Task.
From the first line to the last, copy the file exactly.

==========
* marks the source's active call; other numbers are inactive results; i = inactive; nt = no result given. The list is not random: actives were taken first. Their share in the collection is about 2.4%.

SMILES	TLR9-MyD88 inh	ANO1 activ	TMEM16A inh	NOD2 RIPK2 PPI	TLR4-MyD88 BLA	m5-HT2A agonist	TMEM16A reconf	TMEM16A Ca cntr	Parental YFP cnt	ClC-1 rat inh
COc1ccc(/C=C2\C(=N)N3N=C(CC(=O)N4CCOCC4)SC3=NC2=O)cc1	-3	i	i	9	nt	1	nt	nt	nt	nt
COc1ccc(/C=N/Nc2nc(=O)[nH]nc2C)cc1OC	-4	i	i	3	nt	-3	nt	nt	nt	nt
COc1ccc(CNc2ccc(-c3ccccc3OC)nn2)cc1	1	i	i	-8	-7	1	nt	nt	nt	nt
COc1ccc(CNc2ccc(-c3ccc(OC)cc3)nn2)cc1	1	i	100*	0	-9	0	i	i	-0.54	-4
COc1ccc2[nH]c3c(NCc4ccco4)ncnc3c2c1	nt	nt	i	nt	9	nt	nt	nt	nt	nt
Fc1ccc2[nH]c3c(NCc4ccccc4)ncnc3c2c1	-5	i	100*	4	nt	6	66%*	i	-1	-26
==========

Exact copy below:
* marks the source's active call; other numbers are inactive results; i = inactive; nt = no result given. The list is not random: actives were taken first. Their share in the collection is about 2.4%.

SMILES	TLR9-MyD88 inh	ANO1 activ	TMEM16A inh	NOD2 RIPK2 PPI	TLR4-MyD88 BLA	m5-HT2A agonist	TMEM16A reconf	TMEM16A Ca cntr	Parental YFP cnt	ClC-1 rat inh
COc1ccc(/C=C2\C(=N)N3N=C(CC(=O)N4CCOCC4)SC3=NC2=O)cc1	-3	i	i	9	nt	1	nt	nt	nt	nt
COc1ccc(/C=N/Nc2nc(=O)[nH]nc2C)cc1OC	-4	i	i	3	nt	-3	nt	nt	nt	nt
COc1ccc(CNc2ccc(-c3ccccc3OC)nn2)cc1	1	i	i	-8	-7	1	nt	nt	nt	nt
COc1ccc(CNc2ccc(-c3ccc(OC)cc3)nn2)cc1	1	i	100*	0	-9	0	i	i	-0.54	-4
COc1ccc2[nH]c3c(NCc4ccco4)ncnc3c2c1	nt	nt	i	nt	9	nt	nt	nt	nt	nt
Fc1ccc2[nH]c3c(NCc4ccccc4)ncnc3c2c1	-5	i	100*	4	nt	6	66%*	i	-1	-26